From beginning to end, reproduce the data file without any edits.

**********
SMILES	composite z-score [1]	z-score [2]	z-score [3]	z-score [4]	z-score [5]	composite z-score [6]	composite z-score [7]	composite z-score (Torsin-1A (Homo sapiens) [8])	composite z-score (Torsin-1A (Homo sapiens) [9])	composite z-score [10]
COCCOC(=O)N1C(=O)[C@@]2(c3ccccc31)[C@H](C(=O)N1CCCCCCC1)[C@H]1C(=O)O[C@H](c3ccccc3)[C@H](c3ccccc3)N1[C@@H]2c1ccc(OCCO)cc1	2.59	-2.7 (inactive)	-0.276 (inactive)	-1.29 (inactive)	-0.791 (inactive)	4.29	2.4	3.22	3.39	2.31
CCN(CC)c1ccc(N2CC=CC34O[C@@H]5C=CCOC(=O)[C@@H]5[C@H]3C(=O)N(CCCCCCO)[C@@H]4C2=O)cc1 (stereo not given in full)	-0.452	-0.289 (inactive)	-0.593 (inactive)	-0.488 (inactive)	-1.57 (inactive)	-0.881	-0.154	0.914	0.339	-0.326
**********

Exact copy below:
SMILES	composite z-score [1]	z-score [2]	z-score [3]	z-score [4]	z-score [5]	composite z-score [6]	composite z-score [7]	composite z-score (Torsin-1A (Homo sapiens) [8])	composite z-score (Torsin-1A (Homo sapiens) [9])	composite z-score [10]
COCCOC(=O)N1C(=O)[C@@]2(c3ccccc31)[C@H](C(=O)N1CCCCCCC1)[C@H]1C(=O)O[C@H](c3ccccc3)[C@H](c3ccccc3)N1[C@@H]2c1ccc(OCCO)cc1	2.59	-2.7 (inactive)	-0.276 (inactive)	-1.29 (inactive)	-0.791 (inactive)	4.29	2.4	3.22	3.39	2.31
CCN(CC)c1ccc(N2CC=CC34O[C@@H]5C=CCOC(=O)[C@@H]5[C@H]3C(=O)N(CCCCCCO)[C@@H]4C2=O)cc1 (stereo not given in full)	-0.452	-0.289 (inactive)	-0.593 (inactive)	-0.488 (inactive)	-1.57 (inactive)	-0.881	-0.154	0.914	0.339	-0.326